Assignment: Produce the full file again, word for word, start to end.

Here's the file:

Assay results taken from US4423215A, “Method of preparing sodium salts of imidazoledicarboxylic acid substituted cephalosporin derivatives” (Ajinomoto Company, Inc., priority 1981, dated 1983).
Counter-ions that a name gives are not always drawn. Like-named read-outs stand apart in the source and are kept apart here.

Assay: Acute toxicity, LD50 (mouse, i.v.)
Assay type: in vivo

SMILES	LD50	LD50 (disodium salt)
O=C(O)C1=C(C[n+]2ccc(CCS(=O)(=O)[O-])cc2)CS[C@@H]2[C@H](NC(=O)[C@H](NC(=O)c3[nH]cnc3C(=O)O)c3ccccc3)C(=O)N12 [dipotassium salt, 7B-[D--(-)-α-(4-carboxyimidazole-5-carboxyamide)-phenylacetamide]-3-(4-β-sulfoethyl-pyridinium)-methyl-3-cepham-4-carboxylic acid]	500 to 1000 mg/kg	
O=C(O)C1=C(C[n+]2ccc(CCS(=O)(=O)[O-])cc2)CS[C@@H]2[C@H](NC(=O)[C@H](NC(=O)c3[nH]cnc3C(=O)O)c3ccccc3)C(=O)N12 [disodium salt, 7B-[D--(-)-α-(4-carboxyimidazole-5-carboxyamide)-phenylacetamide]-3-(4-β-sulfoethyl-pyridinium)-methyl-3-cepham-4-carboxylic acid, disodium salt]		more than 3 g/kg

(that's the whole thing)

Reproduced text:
Assay results taken from US4423215A, “Method of preparing sodium salts of imidazoledicarboxylic acid substituted cephalosporin derivatives” (Ajinomoto Company, Inc., priority 1981, dated 1983).
Counter-ions that a name gives are not always drawn. Like-named read-outs stand apart in the source and are kept apart here.

Assay: Acute toxicity, LD50 (mouse, i.v.)
Assay type: in vivo

SMILES	LD50	LD50 (disodium salt)
O=C(O)C1=C(C[n+]2ccc(CCS(=O)(=O)[O-])cc2)CS[C@@H]2[C@H](NC(=O)[C@H](NC(=O)c3[nH]cnc3C(=O)O)c3ccccc3)C(=O)N12 [dipotassium salt, 7B-[D--(-)-α-(4-carboxyimidazole-5-carboxyamide)-phenylacetamide]-3-(4-β-sulfoethyl-pyridinium)-methyl-3-cepham-4-carboxylic acid]	500 to 1000 mg/kg	
O=C(O)C1=C(C[n+]2ccc(CCS(=O)(=O)[O-])cc2)CS[C@@H]2[C@H](NC(=O)[C@H](NC(=O)c3[nH]cnc3C(=O)O)c3ccccc3)C(=O)N12 [disodium salt, 7B-[D--(-)-α-(4-carboxyimidazole-5-carboxyamide)-phenylacetamide]-3-(4-β-sulfoethyl-pyridinium)-methyl-3-cepham-4-carboxylic acid, disodium salt]		more than 3 g/kg